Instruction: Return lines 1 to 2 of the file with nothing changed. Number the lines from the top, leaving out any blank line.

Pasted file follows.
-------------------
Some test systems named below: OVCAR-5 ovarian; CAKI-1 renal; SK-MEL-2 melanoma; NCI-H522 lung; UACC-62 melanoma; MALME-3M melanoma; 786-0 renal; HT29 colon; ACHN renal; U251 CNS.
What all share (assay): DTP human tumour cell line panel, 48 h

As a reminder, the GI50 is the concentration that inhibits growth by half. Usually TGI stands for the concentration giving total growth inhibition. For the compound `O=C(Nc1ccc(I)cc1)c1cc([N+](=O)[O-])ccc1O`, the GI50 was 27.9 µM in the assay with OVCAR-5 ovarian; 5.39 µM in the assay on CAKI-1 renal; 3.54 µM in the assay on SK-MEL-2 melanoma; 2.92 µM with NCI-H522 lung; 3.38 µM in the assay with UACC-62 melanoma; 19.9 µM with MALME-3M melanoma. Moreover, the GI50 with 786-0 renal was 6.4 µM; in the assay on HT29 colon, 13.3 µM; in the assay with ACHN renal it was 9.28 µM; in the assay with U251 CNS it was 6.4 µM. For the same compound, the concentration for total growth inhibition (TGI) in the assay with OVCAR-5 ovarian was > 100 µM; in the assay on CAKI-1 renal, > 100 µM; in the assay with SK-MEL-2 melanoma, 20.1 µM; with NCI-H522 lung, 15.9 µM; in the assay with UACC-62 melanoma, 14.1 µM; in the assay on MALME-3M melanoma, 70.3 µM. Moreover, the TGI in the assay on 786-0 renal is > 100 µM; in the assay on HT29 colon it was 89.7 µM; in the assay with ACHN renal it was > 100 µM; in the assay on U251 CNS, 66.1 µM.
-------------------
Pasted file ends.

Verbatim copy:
Some test systems named below: OVCAR-5 ovarian; CAKI-1 renal; SK-MEL-2 melanoma; NCI-H522 lung; UACC-62 melanoma; MALME-3M melanoma; 786-0 renal; HT29 colon; ACHN renal; U251 CNS.
What all share (assay): DTP human tumour cell line panel, 48 h